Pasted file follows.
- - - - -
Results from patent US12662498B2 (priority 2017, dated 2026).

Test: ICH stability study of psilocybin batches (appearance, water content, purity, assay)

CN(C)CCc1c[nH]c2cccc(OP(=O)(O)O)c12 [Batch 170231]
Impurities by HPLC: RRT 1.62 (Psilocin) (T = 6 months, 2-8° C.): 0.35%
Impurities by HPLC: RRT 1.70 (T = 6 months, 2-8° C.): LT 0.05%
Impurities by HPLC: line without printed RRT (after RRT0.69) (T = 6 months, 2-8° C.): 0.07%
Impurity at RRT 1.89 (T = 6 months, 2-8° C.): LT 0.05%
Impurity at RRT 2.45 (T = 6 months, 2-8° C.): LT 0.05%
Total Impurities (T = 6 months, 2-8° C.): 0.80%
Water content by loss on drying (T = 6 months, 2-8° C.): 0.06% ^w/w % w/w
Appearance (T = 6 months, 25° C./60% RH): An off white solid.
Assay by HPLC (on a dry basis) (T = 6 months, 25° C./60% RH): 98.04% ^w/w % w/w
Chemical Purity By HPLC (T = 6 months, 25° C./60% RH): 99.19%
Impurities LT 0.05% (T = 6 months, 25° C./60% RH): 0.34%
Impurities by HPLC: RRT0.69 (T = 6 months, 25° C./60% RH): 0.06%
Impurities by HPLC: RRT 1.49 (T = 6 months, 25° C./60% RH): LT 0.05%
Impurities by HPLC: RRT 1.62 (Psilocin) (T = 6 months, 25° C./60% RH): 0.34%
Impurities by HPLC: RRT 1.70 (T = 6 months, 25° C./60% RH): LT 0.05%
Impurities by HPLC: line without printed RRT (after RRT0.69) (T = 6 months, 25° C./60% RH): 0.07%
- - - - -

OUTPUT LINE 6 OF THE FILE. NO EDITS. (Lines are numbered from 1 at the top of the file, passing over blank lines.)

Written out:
Impurities by HPLC: line without printed RRT (after RRT0.69) (T = 6 months, 2-8° C.): 0.07%